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ERIC Number: ED063039
Record Type: RIE
Publication Date: 1970-Jun
Pages: 107
Abstractor: N/A
Reference Count: 0
The Development of Cooperation and Competition in Children from Ages Five to Ten Years Old: Effects of Sex, Situational Determinants, and Prior Experiences.
Nelson, Linden
Six experiments were designed in order to compare the cooperative and competitive interaction of five-year-olds with that of older children up to age 10. For all experiments, children of the same age and same sex were matched in dyads. The children played various two-person games where they could obtain prizes in a variety of reward contingency conditions. The responsiveness of children to certain situational characteristics was investigated. The need for mutual assistance and the possibility for an equitable outcome were considered as, and were expected to be, situational cues for cooperative behavior. Conflict of interest and the possibility for an inequitable outcome were expected to be cues for competitive behavior. The results supported a general hypothesis that the potential responsiveness of children to both cues for cooperation and cues for competition increases with age. For older children, conflict of interest was a particularly important determinant relative to other determinants of cooperation and competition. For older children, but not for five-year-olds, prior game experiences led to greater cooperation. Sex differences did not generally approach significance. The results suggested that the predisposition of older children to be competitive in conflict of interest situations caused them to interact in maladaptive ways. (Author/DB)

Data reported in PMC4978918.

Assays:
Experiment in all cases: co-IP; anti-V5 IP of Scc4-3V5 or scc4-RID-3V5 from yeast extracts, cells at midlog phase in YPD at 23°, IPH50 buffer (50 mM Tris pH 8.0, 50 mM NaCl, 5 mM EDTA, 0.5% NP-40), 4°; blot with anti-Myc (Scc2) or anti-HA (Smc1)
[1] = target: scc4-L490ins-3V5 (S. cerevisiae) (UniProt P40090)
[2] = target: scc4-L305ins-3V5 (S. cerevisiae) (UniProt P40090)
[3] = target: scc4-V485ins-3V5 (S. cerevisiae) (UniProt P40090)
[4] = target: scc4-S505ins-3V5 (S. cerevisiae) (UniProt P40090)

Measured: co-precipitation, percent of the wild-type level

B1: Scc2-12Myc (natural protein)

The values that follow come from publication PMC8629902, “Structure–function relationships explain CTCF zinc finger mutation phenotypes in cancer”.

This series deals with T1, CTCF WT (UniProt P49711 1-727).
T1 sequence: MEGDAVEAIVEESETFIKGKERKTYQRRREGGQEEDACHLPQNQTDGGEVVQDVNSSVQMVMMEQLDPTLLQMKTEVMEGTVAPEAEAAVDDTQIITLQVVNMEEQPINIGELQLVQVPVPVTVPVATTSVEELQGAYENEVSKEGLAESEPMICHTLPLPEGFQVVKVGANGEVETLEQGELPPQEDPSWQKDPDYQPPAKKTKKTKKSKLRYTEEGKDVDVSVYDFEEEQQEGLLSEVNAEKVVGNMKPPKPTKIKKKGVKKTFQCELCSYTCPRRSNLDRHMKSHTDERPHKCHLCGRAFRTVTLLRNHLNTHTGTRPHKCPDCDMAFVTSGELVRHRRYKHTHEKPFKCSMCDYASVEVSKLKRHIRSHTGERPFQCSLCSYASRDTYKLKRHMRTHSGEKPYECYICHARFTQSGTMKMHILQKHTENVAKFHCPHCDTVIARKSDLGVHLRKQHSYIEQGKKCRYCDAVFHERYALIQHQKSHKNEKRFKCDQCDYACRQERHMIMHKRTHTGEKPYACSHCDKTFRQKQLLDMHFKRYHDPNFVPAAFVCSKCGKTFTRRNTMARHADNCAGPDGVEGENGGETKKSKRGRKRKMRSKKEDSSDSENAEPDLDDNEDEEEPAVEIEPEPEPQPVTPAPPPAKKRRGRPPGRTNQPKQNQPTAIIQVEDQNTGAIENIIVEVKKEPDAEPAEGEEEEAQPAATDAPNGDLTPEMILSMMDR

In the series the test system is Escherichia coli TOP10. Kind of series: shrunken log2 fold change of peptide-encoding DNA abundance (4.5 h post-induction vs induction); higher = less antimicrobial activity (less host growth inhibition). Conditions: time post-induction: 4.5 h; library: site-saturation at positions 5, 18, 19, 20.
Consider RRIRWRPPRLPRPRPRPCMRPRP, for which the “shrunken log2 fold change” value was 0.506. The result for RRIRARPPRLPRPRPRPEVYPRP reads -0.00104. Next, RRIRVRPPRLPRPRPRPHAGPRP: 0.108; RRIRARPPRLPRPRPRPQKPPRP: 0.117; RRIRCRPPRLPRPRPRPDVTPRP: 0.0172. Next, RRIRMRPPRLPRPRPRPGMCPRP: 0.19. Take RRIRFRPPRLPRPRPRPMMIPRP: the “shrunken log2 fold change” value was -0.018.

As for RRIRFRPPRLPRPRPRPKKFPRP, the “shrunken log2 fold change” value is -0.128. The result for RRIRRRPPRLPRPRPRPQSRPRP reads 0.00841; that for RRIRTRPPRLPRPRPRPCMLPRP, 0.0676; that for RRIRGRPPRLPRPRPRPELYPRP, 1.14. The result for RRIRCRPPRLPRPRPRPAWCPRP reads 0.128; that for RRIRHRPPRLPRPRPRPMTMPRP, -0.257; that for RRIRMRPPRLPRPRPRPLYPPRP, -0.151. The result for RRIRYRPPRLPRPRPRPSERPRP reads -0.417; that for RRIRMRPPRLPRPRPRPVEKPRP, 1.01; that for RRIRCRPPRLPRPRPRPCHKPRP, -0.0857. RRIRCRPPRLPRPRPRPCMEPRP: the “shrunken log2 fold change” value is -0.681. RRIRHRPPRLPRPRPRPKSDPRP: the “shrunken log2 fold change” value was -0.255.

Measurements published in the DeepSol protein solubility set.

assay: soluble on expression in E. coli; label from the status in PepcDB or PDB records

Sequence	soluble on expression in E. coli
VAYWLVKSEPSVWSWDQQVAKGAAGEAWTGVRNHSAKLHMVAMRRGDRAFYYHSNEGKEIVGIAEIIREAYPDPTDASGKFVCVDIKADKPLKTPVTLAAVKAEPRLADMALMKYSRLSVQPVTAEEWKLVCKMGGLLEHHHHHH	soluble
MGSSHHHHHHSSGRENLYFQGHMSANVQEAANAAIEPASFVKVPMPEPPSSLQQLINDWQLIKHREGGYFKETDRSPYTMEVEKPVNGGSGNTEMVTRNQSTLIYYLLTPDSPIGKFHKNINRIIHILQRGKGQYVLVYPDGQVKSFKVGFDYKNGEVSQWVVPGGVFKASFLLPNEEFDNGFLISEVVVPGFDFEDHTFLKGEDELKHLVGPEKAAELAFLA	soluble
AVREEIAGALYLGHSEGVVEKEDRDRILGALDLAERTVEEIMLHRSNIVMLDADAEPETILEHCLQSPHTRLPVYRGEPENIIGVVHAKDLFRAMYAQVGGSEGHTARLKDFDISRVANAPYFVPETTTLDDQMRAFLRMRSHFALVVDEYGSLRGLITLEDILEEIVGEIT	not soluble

Publication Type: N/A
Education Level: N/A
Audience: N/A
Language: N/A
Sponsor: Office of Economic Opportunity, Washington, DC.
Authoring Institution: California Univ., Los Angeles. Center for Head Start Evaluation and Research.